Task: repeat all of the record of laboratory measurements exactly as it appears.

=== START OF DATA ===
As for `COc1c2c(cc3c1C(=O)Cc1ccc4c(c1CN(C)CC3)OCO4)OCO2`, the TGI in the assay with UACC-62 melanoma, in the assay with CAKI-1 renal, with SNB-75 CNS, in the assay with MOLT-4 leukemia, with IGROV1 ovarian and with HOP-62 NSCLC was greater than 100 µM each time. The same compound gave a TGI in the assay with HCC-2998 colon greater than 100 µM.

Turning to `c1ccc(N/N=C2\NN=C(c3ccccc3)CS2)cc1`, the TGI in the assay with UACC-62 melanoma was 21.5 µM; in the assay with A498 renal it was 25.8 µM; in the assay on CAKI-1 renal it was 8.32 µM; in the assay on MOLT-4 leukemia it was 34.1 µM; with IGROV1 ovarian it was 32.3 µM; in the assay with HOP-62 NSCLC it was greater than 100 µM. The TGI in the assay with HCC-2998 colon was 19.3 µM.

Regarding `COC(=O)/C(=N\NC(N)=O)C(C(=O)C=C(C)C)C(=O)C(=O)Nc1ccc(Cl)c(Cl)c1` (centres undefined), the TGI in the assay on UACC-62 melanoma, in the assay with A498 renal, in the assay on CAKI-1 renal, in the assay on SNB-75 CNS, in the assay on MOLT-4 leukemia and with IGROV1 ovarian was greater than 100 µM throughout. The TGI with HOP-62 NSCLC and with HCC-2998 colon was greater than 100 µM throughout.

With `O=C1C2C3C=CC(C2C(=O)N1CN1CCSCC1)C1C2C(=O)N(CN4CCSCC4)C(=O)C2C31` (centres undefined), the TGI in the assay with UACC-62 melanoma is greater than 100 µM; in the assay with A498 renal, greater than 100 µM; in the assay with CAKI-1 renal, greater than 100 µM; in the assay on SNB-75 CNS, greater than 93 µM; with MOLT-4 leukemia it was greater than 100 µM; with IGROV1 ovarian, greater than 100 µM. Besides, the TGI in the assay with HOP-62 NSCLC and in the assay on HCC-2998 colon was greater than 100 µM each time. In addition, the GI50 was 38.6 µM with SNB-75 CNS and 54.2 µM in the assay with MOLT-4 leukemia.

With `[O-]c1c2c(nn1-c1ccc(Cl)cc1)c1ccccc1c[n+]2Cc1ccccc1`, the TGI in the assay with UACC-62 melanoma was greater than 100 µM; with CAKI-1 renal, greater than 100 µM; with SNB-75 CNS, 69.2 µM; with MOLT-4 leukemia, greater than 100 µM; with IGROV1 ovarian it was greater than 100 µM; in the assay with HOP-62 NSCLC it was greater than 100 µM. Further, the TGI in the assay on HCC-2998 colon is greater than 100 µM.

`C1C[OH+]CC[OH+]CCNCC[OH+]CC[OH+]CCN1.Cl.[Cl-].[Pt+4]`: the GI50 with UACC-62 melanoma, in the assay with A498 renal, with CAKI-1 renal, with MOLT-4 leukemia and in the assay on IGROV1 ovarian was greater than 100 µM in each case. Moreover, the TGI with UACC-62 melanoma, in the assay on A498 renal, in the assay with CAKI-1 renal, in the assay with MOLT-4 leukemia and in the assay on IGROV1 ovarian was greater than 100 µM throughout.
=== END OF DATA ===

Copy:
As for `COc1c2c(cc3c1C(=O)Cc1ccc4c(c1CN(C)CC3)OCO4)OCO2`, the TGI in the assay with UACC-62 melanoma, in the assay with CAKI-1 renal, with SNB-75 CNS, in the assay with MOLT-4 leukemia, with IGROV1 ovarian and with HOP-62 NSCLC was greater than 100 µM each time. The same compound gave a TGI in the assay with HCC-2998 colon greater than 100 µM.

Turning to `c1ccc(N/N=C2\NN=C(c3ccccc3)CS2)cc1`, the TGI in the assay with UACC-62 melanoma was 21.5 µM; in the assay with A498 renal it was 25.8 µM; in the assay on CAKI-1 renal it was 8.32 µM; in the assay on MOLT-4 leukemia it was 34.1 µM; with IGROV1 ovarian it was 32.3 µM; in the assay with HOP-62 NSCLC it was greater than 100 µM. The TGI in the assay with HCC-2998 colon was 19.3 µM.

Regarding `COC(=O)/C(=N\NC(N)=O)C(C(=O)C=C(C)C)C(=O)C(=O)Nc1ccc(Cl)c(Cl)c1` (centres undefined), the TGI in the assay on UACC-62 melanoma, in the assay with A498 renal, in the assay on CAKI-1 renal, in the assay on SNB-75 CNS, in the assay on MOLT-4 leukemia and with IGROV1 ovarian was greater than 100 µM throughout. The TGI with HOP-62 NSCLC and with HCC-2998 colon was greater than 100 µM throughout.

With `O=C1C2C3C=CC(C2C(=O)N1CN1CCSCC1)C1C2C(=O)N(CN4CCSCC4)C(=O)C2C31` (centres undefined), the TGI in the assay with UACC-62 melanoma is greater than 100 µM; in the assay with A498 renal, greater than 100 µM; in the assay with CAKI-1 renal, greater than 100 µM; in the assay on SNB-75 CNS, greater than 93 µM; with MOLT-4 leukemia it was greater than 100 µM; with IGROV1 ovarian, greater than 100 µM. Besides, the TGI in the assay with HOP-62 NSCLC and in the assay on HCC-2998 colon was greater than 100 µM each time. In addition, the GI50 was 38.6 µM with SNB-75 CNS and 54.2 µM in the assay with MOLT-4 leukemia.

With `[O-]c1c2c(nn1-c1ccc(Cl)cc1)c1ccccc1c[n+]2Cc1ccccc1`, the TGI in the assay with UACC-62 melanoma was greater than 100 µM; with CAKI-1 renal, greater than 100 µM; with SNB-75 CNS, 69.2 µM; with MOLT-4 leukemia, greater than 100 µM; with IGROV1 ovarian it was greater than 100 µM; in the assay with HOP-62 NSCLC it was greater than 100 µM. Further, the TGI in the assay on HCC-2998 colon is greater than 100 µM.

`C1C[OH+]CC[OH+]CCNCC[OH+]CC[OH+]CCN1.Cl.[Cl-].[Pt+4]`: the GI50 with UACC-62 melanoma, in the assay with A498 renal, with CAKI-1 renal, with MOLT-4 leukemia and in the assay on IGROV1 ovarian was greater than 100 µM in each case. Moreover, the TGI with UACC-62 melanoma, in the assay on A498 renal, in the assay with CAKI-1 renal, in the assay with MOLT-4 leukemia and in the assay on IGROV1 ovarian was greater than 100 µM throughout.